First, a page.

By: James Redman
On Wednesday, September 27, 2017, the White House and Congressional Republicans revealed a new tax plan. Obtained and reported by the Washington Post, Congress released a nine-page document titled, “Unified Framework for Fixing Our Broken Tax Code,” which summarizes the proposed tax code reformations. With this tax plan, President Trump expects to bring “revolutionary change” to the United States, especially to the middle class and American businesses. One of the single greatest revisions that Congress’ plan proposes is the transition of the U.S. from a worldwide to a territorial based tax system. That is, the United States would depart from its position to tax U.S. citizens and corporations on worldwide income.
To better explain how the current worldwide tax system works, here is an example. Currently, a U.S. Corporation that receives a dividend from a foreign corporation will be taxed both in that foreign country and by the U.S. Under this worldwide system, a U.S. corporation is allowed to credit a portion of the foreign corporate income tax, or, “deemed to have paid” a portion of the foreign income tax, if the U.S. corporation owns at least 10% voting stock in the foreign corporation (S 902(A) of the Internal Revenue Code). In calculating this deemed to have paid amount, Section 902(A) of the Internal Revenue Code states that the U.S. taxpayer is to multiply Post-1986 foreign income taxes of the foreign corporation by the quotient of the dividend amount paid to the domestic corporation and Post-1986 undistributed earnings of the foreign corporation.
An example of the deemed-to-have-paid calculation is when a foreign corporation derives $1 million in earning before taxes, and pays $250,000 of foreign income taxes (based on that country’s tax rate) to it’s country of incorporation There is now $750,000 of after-tax earnings that the foreign corporation distributes as a dividend to the U.S. corporation. For this example, the foreign corporation distributes the entire $750,000 amount. Under a territorial-based tax system, this $750,000 would be untaxed foreign-source income for a U.S. taxpayer (the corporation). However, under a worldwide schema, a U.S. corporation’s tax liability would be as follows: $ 1 million in worldwide income ($750,000 dividend + $250,000 of gross-up income) multiplied by the U.S. corporate rate of 35% = $350,000. In turn, the $350,000 of U.S. tax – the $250,000 deemed paid amount would yield $100,000 (instead of the full $750,000) of U.S. tax liability. Confusing? I know.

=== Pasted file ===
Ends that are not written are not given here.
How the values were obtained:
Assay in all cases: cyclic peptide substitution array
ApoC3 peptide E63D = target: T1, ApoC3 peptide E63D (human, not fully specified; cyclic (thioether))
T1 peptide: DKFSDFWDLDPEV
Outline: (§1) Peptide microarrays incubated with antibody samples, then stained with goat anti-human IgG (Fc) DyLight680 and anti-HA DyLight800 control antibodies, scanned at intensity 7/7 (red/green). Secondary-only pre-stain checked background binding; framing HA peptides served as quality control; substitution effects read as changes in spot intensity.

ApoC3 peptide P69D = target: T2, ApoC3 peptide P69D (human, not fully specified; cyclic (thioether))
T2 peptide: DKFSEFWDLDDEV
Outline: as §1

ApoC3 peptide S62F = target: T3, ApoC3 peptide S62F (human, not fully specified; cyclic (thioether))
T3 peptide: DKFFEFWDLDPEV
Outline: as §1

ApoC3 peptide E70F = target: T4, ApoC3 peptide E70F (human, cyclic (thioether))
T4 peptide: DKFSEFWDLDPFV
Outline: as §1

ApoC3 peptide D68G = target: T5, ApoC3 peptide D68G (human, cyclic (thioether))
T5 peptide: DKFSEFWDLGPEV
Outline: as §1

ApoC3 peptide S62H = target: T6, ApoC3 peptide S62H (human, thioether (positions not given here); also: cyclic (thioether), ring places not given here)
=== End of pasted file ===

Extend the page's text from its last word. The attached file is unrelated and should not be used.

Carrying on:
In short, proponents of a territorial-based system would argue that a worldwide system incentivizes forum shopping and deferred payment of U.S. tax. By including a one-time repatriation tax, the proposed plan would “encourage companies to bring offshore profits back to the United States.” It may even be argued that territorial-based taxation does not distort competition through taxing corporations in a foreign country at the same rate, while not taxing them in their country of incorporation. However, there are issues that transitioning to a territorial tax system may raise. First, there is the looming threat of tax base erosion – where companies can avoid higher taxation and shift profits to low-tax rate foreign countries. Under a worldwide system, U.S. companies are going to be taxed at the U.S. rate regardless of where a foreign subsidiary or branch is located. Secondly, a territorial system would incentivize U.S. business to incorporate in any foreign country (since they will not be taxed by the U.S.), where as a worldwide system encourages companies to be cognizant of where they place branches/subsidiaries. Lastly, and perhaps most importantly, a worldwide-based taxation system benefits the U.S. through tax revenue. Using a territorial-based scheme would not increase the amount of revenue the United States receives annually. Although the transition to territorial taxation purports to encourage companies to bring foreign-sourced profits back to the U.S,, this is purely speculation. Moreover, the new tax proposal would leave it up to Congressional representatives to determine the repatriation tax rates for different assets.
There is an enormous volume of academic works and studies that lend support to either side of the income taxation debate ─ a worldwide-based taxation system versus a territorial-based system. Because of the extensive and often convoluted nature of tax law, I urge the Trump Administration and Congress to approach this tax plan with caution, rather than creating a tax plan that can be most aptly characterized as the fruit of expediency.